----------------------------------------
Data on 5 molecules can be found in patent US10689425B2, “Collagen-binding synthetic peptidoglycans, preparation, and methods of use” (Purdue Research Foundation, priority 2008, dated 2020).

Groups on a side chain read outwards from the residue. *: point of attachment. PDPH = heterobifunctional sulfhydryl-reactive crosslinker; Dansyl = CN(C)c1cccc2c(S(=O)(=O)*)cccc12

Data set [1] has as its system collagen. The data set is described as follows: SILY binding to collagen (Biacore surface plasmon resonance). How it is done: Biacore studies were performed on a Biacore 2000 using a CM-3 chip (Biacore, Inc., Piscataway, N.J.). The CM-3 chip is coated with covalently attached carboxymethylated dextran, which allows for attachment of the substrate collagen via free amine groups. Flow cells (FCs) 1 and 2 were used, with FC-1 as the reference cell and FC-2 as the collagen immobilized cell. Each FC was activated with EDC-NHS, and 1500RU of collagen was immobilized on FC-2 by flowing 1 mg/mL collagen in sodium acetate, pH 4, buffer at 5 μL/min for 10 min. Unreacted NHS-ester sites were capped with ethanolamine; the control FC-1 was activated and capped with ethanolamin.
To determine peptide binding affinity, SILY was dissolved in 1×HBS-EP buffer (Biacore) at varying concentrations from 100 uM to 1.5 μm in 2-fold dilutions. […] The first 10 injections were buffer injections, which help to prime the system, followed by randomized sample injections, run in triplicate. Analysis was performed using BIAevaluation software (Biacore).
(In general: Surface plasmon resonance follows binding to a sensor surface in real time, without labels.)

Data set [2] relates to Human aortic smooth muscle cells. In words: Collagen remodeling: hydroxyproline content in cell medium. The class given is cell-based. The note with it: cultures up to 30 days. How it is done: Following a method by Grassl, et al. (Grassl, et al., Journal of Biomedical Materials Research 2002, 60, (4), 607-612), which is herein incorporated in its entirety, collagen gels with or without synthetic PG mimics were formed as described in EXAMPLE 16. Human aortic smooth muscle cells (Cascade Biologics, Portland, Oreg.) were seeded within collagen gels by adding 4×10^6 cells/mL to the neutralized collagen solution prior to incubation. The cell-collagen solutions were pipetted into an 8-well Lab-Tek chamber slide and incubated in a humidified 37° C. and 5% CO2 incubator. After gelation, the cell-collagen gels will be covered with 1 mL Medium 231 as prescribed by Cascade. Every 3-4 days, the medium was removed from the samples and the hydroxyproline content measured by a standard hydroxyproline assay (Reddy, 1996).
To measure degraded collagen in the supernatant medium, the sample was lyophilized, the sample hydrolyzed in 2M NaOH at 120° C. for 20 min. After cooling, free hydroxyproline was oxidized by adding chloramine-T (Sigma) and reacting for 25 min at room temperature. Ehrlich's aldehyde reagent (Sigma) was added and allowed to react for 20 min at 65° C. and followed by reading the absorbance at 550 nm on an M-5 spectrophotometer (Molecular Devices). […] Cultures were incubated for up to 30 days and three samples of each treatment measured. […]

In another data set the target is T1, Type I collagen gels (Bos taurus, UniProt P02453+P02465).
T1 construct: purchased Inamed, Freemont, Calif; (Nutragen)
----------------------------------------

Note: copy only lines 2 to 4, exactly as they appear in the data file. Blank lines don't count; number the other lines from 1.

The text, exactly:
Groups on a side chain read outwards from the residue. *: point of attachment. PDPH = heterobifunctional sulfhydryl-reactive crosslinker; Dansyl = CN(C)c1cccc2c(S(=O)(=O)*)cccc12

Data set [1] has as its system collagen. The data set is described as follows: SILY binding to collagen (Biacore surface plasmon resonance). How it is done: Biacore studies were performed on a Biacore 2000 using a CM-3 chip (Biacore, Inc., Piscataway, N.J.). The CM-3 chip is coated with covalently attached carboxymethylated dextran, which allows for attachment of the substrate collagen via free amine groups. Flow cells (FCs) 1 and 2 were used, with FC-1 as the reference cell and FC-2 as the collagen immobilized cell. Each FC was activated with EDC-NHS, and 1500RU of collagen was immobilized on FC-2 by flowing 1 mg/mL collagen in sodium acetate, pH 4, buffer at 5 μL/min for 10 min. Unreacted NHS-ester sites were capped with ethanolamine; the control FC-1 was activated and capped with ethanolamin.
To determine peptide binding affinity, SILY was dissolved in 1×HBS-EP buffer (Biacore) at varying concentrations from 100 uM to 1.5 μm in 2-fold dilutions. […] The first 10 injections were buffer injections, which help to prime the system, followed by randomized sample injections, run in triplicate. Analysis was performed using BIAevaluation software (Biacore).